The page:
Essex bus fares set to rise again

THE number of people using public transport in north Essex could fall after a bus company increased its fares for the second time in less than a year, it has been claimed.

THE number of people using public transport in north Essex could fall after a bus company increased its fares for the second time in less than a year, it has been claimed.

First buses has announced increased prices across its services with some single journeys going up by more than 20% in the Colchester area.

The local bus operator said the new costs would kick-in from tomorrow, saying it was responding to running costs that were “well-above” the inflation rate.

The changes will see 10p added to adult single fares in the Colchester 'inner area', whilst adult single fares from 80p to £1.90 in the Clacton, Harwich and Colchester 'outer area' will increase by 20p.

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The changes mean people catching a return bus from Mersea Island to Colchester will have to pay £4.80, up by 20p.

However, the company's Essex week ticket, giving unlimited travel on all First's bus services in the county, has been dropped from £28 to £25 and the price of some journeys will remain unchanged.

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Bob Dorr, operations director in Essex, says: “We want people to travel by bus, so having to increase fares is not a decision I take lightly.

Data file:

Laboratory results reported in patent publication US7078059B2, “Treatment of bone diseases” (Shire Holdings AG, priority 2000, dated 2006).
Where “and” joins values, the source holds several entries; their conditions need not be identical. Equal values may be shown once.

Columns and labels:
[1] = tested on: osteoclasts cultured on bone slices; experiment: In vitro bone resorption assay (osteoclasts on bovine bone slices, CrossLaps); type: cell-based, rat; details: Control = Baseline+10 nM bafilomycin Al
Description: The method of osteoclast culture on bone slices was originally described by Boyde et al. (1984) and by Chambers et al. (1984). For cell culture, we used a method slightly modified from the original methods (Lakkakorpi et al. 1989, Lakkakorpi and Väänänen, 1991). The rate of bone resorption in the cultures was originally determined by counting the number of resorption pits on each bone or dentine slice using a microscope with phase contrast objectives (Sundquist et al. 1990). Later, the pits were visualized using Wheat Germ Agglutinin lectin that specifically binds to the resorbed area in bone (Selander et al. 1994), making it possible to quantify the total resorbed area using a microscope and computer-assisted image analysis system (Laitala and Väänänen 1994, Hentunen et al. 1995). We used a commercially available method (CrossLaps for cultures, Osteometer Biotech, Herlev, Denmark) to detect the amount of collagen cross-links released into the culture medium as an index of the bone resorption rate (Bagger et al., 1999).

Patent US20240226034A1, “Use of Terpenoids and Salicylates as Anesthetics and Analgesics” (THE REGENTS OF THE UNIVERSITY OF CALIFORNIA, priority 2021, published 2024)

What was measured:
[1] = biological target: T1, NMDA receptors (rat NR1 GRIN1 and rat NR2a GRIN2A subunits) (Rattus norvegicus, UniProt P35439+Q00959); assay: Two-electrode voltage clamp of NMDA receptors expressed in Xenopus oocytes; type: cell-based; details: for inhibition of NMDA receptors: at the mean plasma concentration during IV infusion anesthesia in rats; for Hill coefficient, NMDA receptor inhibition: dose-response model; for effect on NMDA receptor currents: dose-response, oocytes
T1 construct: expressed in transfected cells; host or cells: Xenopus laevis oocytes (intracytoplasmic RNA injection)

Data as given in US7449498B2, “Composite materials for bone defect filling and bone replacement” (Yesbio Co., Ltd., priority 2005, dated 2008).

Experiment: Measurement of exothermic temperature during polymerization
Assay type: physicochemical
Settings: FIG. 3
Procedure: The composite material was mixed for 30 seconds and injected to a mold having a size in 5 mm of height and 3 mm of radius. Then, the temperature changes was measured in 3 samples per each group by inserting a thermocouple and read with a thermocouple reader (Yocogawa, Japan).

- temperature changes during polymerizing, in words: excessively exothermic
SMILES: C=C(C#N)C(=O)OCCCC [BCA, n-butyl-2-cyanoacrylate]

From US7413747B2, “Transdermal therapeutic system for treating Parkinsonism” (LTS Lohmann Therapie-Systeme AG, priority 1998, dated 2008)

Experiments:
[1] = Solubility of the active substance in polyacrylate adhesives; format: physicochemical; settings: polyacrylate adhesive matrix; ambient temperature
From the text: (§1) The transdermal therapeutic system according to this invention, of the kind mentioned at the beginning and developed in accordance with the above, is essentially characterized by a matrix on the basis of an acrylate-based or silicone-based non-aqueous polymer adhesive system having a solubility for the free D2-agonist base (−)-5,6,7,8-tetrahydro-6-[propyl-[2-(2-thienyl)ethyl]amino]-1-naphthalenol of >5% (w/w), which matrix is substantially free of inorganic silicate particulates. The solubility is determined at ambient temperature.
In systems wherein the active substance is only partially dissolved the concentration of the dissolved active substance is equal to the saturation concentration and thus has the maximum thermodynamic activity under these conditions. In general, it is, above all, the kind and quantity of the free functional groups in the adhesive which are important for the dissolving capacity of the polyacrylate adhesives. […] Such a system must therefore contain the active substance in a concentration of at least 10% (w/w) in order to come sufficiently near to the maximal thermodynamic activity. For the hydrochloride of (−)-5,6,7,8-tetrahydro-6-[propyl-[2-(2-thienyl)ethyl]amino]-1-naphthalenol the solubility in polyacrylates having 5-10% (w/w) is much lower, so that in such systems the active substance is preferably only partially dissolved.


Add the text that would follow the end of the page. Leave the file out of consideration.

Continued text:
“The last increase in adult fares was back in December last year but since then we have continued to face increases in the costs of running the business that are well above the rate of inflation.

“However, for regular travellers our day and weekly tickets continue to offer good value for money, particularly for those people who use them to travel to and from work, and then use the bus to go out in the evenings or at weekends.”

But Michael Allen, chairman of Colchester Bus Users Support Group (C-BUS), said: “Any increase means that the passengers have to find more money to pay and it is likely, in some cases, they will make less journeys and make alternative plans.

“I think you will find fares from Mersea are more than on other routes because there is no competition with First, like there is on the Brightlingsea route, and that is why they can charge so much for Mersea.”

However, he said making fares cheaper was unlikely to tempt people out of their cars onto buses because they would not break their habits.

Paula Whitney of the Colchester branch of Friends of the Earth, said despite the increased fares people could cut costs by using saver bus passes, also helping the town to avoid gridlock.

“I am seriously trying to tell people it is a pain to take a car around town - I am 13 years without a car and would not want to go back to using an ordinary car again,” she said.

Mrs Whitney suggested there was a need for a family-style bus ticket like those available on trains and a half priced option for youngsters on the borough cards.

“Most people in the major villages have reasonably good bus service they can use but the only way to travel about is to use the borough card.

“It is £70 for a month for the outer zone, but if people don't know about them they will be losing out heavily by paying each day.”

n Fares on First's bus services in other parts of Essex will also increase from this Sunday.

Full details of all the changes can be obtained from the First travel shop in Queen Street, Colchester or by telephoning First customer services on 01206 366911.

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